YALTA 1945: A. A. Gromyko concerning reparations in favor of the USSR

11:35 18.03.2021 •

"Three historical personalities - Stalin, Roosevelt and Churchill - together they had then colossal power and enormous influence. How much more could have been solved if they had then reached the necessary consent degree on all matters, and if justice had completely triumphed!", - A. A. Gromyko, the Yalta Conference participant writes in his memories.

"Not all the issues it was reached the agreement upon then. One of them – regarding German reparations in favor of the USSR – remained unsettled. Moreover, the participants’ positions on it diverged radically.

Stalin and all of us Soviet representatives asked ourselves what the American President, and, especially, the British Prime Minister, were thinking about when that question was discussed. Did they know that even if an agreement had been reached to pay the Soviet Union $ 20 or $ 30 billion, even then it would have meant compensation for a tiny fraction of the direct damage inflicted by Fascist Germany on our country? Later, such direct damage was estimated at 2,600 billion rubles. Yes, they knew it, they were aware of it."

It must be said that the official number reflecting the material damage inflicted on the Soviet Union during the war years, was 2569 billion rubles. In the essence, we are talking about the loss of a third of the entire national wealth. 1710 cities, more than 70 thousand hamlets and villages, and about 32 thousand industrial enterprises were destroyed.

The national economic losses of the USSR were expressed in the amount of $ 128 billion, France - $ 30 billion, the Netherlands - $ 10 billion, Greece - $ 3 billion.

According to the Yalta Conference decisions, during the five post-war years, reparations in favor of the USSR were amounting to only 10% of industrial capital equipment in the Germany eastern zone without any compensation. However, German enterprises and gold in the US-British occupation zone did not fall under reparations, and vice versa. During the five post-war years, in exchange for goods, products and other materials, the USSR could count on 15% of the enterprises capital equipment located in the western occupation zone.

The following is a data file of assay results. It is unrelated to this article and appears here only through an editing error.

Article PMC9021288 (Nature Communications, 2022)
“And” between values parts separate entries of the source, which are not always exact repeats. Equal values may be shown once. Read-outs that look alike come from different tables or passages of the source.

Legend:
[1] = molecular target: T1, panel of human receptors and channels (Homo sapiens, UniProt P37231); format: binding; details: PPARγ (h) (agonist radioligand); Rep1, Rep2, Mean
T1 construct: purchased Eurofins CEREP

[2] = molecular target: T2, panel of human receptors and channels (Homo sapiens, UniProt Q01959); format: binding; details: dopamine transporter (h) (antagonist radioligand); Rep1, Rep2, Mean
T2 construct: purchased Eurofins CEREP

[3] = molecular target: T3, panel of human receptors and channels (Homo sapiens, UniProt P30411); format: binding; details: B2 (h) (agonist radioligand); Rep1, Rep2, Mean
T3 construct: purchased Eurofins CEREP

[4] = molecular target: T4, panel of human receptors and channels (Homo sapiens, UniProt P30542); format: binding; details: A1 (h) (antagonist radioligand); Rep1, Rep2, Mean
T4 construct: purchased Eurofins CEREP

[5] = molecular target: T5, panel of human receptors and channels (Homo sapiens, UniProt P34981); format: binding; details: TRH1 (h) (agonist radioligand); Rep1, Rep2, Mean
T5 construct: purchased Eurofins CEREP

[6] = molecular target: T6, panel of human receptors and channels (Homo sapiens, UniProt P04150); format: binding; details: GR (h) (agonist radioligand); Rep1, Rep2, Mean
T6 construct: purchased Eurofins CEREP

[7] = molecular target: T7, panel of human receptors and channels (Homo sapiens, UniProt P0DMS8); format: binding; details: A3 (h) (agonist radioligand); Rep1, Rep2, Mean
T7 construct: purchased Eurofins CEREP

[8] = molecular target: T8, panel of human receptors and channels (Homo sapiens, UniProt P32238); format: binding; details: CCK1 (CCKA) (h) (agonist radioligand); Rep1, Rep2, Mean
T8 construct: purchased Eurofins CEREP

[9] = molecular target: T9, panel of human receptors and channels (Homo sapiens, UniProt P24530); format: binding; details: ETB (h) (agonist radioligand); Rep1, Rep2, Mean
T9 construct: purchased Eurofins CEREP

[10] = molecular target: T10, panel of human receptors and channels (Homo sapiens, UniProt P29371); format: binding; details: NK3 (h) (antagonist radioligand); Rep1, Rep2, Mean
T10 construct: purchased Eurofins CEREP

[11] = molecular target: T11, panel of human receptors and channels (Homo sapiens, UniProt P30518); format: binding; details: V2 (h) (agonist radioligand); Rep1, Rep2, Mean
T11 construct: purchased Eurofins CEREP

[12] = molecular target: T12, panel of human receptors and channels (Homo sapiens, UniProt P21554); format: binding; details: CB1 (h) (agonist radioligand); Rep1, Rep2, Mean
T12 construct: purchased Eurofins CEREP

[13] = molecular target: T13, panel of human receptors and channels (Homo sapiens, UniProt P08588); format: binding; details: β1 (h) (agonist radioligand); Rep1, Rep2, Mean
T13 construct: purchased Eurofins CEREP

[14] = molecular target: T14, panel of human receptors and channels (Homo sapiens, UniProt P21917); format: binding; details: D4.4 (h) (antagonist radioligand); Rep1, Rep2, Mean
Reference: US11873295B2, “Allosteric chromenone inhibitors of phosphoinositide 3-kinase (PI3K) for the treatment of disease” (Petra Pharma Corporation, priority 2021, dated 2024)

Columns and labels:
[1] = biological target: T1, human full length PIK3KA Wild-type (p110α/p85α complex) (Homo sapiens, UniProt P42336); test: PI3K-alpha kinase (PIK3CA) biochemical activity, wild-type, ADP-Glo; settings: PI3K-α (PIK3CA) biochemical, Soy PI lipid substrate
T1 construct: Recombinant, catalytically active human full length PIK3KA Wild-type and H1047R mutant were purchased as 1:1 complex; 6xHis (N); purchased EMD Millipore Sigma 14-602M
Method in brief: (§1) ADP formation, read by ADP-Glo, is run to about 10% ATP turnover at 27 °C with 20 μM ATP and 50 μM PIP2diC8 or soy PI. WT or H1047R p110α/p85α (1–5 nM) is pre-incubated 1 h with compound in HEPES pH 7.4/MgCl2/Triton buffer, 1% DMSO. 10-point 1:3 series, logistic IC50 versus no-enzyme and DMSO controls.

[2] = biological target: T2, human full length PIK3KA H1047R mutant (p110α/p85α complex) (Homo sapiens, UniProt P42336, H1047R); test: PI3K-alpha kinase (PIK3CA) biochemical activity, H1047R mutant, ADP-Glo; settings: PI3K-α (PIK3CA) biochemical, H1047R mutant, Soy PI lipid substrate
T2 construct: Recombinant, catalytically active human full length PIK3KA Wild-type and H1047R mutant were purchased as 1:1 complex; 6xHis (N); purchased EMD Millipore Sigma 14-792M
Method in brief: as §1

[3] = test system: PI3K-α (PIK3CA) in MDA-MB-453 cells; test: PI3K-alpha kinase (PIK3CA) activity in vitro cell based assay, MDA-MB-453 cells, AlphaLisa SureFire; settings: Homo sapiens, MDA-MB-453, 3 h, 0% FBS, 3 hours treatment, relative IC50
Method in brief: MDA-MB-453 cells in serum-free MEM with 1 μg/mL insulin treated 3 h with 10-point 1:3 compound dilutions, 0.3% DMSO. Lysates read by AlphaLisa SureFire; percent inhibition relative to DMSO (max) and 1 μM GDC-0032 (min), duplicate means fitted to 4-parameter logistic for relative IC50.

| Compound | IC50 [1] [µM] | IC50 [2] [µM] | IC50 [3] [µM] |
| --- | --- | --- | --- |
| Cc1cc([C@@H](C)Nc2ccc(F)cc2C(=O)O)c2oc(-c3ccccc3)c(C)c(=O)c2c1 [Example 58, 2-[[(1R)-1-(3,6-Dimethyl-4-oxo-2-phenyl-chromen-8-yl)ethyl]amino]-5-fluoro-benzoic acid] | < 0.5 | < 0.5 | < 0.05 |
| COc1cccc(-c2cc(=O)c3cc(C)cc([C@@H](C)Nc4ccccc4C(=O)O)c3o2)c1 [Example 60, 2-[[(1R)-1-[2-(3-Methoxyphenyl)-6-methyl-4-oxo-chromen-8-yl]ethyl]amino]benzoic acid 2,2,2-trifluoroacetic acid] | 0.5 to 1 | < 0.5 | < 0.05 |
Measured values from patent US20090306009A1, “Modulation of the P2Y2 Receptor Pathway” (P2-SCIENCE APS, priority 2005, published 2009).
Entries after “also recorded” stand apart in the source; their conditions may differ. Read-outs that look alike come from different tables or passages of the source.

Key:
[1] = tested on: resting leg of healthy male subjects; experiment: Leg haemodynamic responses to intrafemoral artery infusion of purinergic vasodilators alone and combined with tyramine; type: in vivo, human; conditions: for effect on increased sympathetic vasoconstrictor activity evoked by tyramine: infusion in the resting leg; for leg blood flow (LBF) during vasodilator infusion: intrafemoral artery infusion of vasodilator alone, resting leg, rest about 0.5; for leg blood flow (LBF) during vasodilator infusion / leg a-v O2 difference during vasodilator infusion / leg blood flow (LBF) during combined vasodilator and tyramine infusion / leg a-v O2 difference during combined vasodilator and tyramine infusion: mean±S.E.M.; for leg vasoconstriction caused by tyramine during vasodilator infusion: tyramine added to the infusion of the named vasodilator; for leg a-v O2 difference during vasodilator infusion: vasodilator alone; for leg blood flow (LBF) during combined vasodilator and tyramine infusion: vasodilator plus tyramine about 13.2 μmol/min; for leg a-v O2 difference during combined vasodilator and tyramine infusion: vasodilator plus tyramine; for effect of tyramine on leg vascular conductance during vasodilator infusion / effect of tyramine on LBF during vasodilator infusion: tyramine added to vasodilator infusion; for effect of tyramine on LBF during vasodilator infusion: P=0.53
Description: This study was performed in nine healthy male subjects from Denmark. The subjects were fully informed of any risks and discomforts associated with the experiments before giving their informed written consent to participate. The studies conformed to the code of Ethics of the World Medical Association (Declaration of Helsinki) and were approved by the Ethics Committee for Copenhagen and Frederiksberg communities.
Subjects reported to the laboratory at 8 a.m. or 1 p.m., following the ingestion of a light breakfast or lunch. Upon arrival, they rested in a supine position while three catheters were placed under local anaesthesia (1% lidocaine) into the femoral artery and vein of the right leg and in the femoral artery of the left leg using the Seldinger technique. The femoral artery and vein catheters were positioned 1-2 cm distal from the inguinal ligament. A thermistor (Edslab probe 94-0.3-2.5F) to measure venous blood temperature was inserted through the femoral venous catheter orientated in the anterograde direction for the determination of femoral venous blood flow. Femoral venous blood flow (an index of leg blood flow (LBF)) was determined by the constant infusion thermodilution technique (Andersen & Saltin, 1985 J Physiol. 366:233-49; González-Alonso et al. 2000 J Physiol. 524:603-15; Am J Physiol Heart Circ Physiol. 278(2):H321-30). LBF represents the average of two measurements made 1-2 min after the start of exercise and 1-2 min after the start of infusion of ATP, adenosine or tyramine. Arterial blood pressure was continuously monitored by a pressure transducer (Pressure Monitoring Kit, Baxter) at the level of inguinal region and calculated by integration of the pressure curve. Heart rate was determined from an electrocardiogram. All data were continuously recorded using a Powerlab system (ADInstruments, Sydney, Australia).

It should be noted that the production facilities in the western zones for the most part remained unaffected by the war, so the widely advertised effectiveness of the Allied bombing of German enterprises, which allegedly have depleted the "industry" of Germany, was fairly exaggerated. It's needed also to keep in mind that the western part of Germany in its total potential was more than 2 times higher than the corresponding potential of its eastern part.

But let's return to the memories of A. A. Gromyko:

"The whole point is that our allies thought out a different line in this matter and acted in accordance with it. And its meaning was precisely to prevent the Soviet economy, which had been cruelly damaged in the war, from recovering quickly.

Of course, Roosevelt acted more subtly on this issue. He was ready to consider the possibility of a small compensation. Roosevelt also avoided direct polemics with Churchill, who was unwilling to make even symbolic allusions to the possibility of reparations for the USSR.

When the meeting participants were already leaving the meeting room, Stalin, rising from his chair, said in a low voice, as if to himself: